Returning to the Spielberg of it all, Hook came at a point in the man’s career where he was somewhat in-between phases. If his initial superstardom that ran from Jaws (1975) to E.T. the Extraterrestrial (1982) was defined by an outward playfulness and blockbuster sensibility, the years between E.T. and Hook represent a Spielberg publicly grappling with who he wants to be as an artist. It may not quite be Banning the lawyer versus Pan the swashbuckler, but it is nonetheless an under-the-spotlight navigation between filmmaking sensibilities. The Color Purple (1985), Empire of the Sun (1987), and Always (1989) make up a cycle of works that tip toward “adult” entertainment, dealing with heavy topics and angled away from his earlier tones. Comparatively, the two Indiana Jones movies and his Twilight Zone: The Movie (1983) segment maintain his boyish aesthetic.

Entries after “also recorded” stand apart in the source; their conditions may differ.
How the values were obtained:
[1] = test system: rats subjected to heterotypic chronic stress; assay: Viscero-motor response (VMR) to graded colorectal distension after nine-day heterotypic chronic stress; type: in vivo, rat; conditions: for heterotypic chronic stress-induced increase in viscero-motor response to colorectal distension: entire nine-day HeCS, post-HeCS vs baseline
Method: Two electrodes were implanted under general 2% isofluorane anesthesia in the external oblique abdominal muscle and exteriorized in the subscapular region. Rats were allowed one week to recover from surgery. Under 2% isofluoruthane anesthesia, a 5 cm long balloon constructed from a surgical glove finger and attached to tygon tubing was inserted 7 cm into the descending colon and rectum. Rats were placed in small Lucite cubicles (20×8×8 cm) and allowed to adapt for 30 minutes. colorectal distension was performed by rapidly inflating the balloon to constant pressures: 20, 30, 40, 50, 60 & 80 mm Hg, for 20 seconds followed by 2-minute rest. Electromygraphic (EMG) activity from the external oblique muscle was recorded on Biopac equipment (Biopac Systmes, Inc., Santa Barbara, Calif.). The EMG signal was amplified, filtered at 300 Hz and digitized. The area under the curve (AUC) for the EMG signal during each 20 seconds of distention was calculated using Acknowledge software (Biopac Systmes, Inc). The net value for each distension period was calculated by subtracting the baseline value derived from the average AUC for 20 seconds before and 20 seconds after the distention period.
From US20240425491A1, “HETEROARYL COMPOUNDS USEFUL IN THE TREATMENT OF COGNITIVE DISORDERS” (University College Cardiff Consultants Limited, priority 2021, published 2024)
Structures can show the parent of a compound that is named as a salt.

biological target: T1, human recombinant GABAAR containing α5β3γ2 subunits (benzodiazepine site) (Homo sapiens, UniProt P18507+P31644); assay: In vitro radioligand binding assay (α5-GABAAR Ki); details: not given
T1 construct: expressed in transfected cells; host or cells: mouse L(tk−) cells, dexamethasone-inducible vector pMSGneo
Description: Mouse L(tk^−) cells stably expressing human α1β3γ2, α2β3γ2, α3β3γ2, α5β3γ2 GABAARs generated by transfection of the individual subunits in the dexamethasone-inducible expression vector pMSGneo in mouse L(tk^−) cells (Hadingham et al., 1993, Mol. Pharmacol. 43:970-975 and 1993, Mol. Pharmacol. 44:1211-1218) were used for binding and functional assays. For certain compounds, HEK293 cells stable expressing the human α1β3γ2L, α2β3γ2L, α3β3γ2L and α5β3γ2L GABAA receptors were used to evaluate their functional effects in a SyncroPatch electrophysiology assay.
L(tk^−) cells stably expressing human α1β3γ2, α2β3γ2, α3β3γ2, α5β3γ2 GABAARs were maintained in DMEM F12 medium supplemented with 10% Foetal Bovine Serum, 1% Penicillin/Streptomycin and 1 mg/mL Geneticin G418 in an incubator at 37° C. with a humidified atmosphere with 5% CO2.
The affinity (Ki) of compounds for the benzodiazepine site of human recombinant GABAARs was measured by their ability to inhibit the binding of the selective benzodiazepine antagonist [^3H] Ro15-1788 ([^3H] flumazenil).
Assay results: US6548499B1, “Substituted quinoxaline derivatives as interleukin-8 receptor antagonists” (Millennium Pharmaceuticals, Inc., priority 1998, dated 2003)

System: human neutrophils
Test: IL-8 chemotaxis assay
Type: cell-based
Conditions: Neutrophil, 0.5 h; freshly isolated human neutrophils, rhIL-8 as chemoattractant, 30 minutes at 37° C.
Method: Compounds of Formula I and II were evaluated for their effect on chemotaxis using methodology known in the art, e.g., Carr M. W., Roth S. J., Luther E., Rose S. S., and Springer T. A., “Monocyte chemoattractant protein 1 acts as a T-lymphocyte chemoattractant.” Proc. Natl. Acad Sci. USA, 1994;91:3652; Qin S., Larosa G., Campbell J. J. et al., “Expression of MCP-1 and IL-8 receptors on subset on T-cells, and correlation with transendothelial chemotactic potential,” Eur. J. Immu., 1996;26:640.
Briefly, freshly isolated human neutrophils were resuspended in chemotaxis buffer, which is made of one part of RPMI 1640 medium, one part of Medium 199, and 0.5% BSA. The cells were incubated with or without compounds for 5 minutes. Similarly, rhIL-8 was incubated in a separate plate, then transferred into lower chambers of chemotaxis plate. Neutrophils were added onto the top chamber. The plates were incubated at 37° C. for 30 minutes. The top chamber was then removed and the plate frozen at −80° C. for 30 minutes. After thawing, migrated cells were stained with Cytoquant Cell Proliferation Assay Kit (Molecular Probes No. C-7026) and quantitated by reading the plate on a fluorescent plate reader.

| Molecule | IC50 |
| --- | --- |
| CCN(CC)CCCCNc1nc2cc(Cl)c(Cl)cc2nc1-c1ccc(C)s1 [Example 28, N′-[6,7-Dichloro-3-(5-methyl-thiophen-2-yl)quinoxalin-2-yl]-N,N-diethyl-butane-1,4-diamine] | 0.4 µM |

The result, looking back on the era decades later, is a stretch of filmography torn between childhood wonder and staunch adultness. That Hook caps that run and is followed in 1993 by the legendary duo of Jurassic Park and Schindler’s List suggests that Hook may have in fact done wonders to balance the two sides of Spielberg just as Neverland served to reconstitute Pan and Banning as a new man. Banning returns to London with his children only because he has embraced Pan, yet he must also leave Neverland again to continue his life with Moira and the children. Just as Speilberg’s filmography post-Hook embraces both creative tones, Banning post-return to Neverland weds the lessons of both selves. For both men, self-reflection (and sword fighting in Pan’s case) has led to the bridging of the conscious and unconscious minds. A fuller self meets the future.